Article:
(Kong et al. 2016) Both GH and PRL were increased in HCC compared with non-neoplastic liver tissues on gene and protein levels. GH expression significantly associated with tumour size and grade. Expression of GH and PRL was associated with worse relapse-free and overall survival in HCC patientsa ISH; PCR; IHC
(Lin et al. 2021) 200 patients with chronic Hep C and HCC; GHR mRNA was significantly lower in Hep C virus-related HCC qPCR
(Mai et al. 2021) GHRmRNA was downregulated in HCC patients MustSeq
(Cai et al. 2022b ) 11 differentially expressed ageing-related genes (including GHR) correlated with HCC patient prognosis TCGA and GEO databases
(Basu et al. 2022) GHR and IGF1 mRNA levels were strongly correlated in HCC patients (n = 371). IGF1R was correlated with poorer survival, and GH-regulated ABCB1 and IGF1-regulated ABCC1 were negatively correlated with survival for HCC Bioinformatic analyses of TCGA datasets
(Kaseb et al. 2022) High plasma GH associated with poor clinical outcome. Two HCC patients with high plasma GH had stabilised disease after treatment with pegvisomant combined with sorafenib following progression on sorafenib alone a ELISA; MRI
(Abu El-Makarem et al. 2022) Cirrhotic patients with HCC had considerably lower hepatic expression of the GHR, STAT5 and IGF1 proteins compared to cirrhotic patients without HCC and healthy controls IHC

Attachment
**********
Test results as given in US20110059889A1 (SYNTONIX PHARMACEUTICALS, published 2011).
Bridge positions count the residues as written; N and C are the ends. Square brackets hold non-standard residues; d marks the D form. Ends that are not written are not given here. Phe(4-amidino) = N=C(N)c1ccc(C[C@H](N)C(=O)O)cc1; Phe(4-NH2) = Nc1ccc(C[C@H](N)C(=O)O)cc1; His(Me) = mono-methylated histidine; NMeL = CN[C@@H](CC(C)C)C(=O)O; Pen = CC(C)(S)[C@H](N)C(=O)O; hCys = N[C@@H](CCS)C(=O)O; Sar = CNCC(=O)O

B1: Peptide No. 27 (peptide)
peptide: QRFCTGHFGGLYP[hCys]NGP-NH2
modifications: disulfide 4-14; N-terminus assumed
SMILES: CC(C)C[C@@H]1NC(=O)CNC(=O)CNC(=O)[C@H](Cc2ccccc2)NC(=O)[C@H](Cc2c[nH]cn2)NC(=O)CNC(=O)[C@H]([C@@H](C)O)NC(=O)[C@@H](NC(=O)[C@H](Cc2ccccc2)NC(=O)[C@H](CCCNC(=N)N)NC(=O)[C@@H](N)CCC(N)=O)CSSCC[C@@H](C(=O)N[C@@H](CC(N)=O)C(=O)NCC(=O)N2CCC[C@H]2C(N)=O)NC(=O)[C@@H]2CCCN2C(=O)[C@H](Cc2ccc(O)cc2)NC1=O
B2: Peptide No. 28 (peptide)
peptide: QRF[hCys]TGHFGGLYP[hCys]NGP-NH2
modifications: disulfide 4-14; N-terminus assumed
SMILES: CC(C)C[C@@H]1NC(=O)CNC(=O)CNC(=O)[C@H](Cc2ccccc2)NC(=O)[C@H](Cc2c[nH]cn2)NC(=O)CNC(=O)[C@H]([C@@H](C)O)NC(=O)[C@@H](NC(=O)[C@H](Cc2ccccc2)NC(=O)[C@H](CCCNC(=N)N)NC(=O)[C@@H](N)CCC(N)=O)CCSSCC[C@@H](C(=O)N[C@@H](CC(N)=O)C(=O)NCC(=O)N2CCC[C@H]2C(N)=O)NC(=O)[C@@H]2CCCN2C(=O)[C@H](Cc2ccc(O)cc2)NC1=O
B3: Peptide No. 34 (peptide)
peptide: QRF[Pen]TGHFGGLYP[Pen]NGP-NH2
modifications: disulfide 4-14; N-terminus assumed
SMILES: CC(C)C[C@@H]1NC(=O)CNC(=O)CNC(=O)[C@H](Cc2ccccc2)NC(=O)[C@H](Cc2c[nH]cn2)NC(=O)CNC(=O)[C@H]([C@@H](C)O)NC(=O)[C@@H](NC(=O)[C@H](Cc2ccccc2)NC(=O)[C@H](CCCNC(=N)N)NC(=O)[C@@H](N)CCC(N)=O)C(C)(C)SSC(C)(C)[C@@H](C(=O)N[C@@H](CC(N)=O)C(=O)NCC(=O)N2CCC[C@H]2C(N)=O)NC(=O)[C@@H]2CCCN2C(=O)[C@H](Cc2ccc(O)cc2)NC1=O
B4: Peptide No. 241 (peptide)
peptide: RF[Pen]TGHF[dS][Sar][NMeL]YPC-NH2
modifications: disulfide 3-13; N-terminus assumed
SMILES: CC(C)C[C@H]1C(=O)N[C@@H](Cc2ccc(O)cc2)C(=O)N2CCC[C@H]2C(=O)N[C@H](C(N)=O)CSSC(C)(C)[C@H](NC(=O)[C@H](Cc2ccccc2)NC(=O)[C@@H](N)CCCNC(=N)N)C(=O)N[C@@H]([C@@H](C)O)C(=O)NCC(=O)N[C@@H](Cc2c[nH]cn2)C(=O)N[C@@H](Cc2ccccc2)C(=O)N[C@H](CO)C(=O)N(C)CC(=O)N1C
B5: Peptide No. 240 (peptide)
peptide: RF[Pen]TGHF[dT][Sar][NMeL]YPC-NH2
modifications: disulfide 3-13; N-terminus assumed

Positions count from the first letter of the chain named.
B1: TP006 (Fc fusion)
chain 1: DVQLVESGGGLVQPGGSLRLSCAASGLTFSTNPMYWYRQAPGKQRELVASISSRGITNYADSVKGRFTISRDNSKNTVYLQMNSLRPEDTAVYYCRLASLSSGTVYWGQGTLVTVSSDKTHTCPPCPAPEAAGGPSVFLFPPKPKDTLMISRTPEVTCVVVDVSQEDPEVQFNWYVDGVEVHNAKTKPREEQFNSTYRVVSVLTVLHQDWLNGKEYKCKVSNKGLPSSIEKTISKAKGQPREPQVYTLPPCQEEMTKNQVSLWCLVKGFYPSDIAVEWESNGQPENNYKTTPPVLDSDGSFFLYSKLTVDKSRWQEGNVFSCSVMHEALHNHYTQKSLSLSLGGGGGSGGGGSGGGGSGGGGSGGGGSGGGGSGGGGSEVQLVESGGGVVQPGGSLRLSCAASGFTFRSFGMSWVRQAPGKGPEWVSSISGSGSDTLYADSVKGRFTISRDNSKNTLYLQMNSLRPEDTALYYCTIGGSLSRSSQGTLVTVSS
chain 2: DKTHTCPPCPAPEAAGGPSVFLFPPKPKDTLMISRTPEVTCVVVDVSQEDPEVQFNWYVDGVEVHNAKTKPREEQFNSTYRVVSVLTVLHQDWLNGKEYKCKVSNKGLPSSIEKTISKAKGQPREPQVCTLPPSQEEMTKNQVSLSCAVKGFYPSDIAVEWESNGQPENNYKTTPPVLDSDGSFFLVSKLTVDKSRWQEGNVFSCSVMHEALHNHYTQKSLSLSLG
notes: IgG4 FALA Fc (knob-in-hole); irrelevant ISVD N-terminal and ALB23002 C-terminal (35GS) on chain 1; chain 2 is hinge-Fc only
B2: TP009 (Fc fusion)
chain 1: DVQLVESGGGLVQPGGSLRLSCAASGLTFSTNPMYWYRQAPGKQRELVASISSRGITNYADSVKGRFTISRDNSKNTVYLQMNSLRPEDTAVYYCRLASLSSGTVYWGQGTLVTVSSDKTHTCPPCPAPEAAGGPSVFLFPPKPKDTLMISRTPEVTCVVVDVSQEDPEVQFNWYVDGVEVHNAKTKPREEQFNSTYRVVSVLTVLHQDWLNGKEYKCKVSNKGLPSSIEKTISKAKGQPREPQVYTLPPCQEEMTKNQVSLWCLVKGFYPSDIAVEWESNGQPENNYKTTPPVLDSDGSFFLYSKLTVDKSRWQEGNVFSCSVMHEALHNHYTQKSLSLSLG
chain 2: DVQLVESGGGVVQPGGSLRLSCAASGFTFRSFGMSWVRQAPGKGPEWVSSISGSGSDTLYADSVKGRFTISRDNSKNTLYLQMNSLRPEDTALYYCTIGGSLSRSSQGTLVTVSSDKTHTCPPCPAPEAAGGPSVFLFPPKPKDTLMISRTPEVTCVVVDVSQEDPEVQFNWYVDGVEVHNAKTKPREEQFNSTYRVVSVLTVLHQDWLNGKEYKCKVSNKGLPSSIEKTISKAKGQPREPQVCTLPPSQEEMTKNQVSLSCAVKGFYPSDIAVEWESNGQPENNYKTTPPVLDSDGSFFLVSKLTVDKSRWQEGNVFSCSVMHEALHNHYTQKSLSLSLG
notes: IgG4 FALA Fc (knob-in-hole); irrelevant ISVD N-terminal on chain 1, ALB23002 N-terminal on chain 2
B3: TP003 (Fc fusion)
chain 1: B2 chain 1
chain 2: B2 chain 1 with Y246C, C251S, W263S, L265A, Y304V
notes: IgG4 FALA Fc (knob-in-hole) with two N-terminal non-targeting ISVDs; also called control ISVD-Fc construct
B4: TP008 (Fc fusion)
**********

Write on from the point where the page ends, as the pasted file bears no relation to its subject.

(Mohamed et al. 2022) HCC patients in GH-low group (n = 18) had significantly superior 1-year survival rate and overall survival compared to patients in GH-high group (n = 19) a ELISA; Kaplan–Meier survival analysis
(Kodama et al. 2022) Significant inverse association between GHR gene expression with patient survival qPCR and RNA-Seq
(Guo et al. 2022) High GHR mRNA expression in tumours from the low-risk group Gene expression, TCGA
(Zhang et al. 2022) An eight-gene signature including GHR was used in predicting the clinical outcome of HCC patients Transcriptome analysis
The GHR gene was downregulated in high-risk group KM analysis; qPCR
(He et al. 2022) HCC patients with high expression of the GHRmRNA had longer survival time Gene expression

aIndicates studies that show an increase in GHR or GH expression in tumour samples or serum; upregulation of GHR signalling in tumour samples; or a positive association of GH or GHR with poorer prognosis.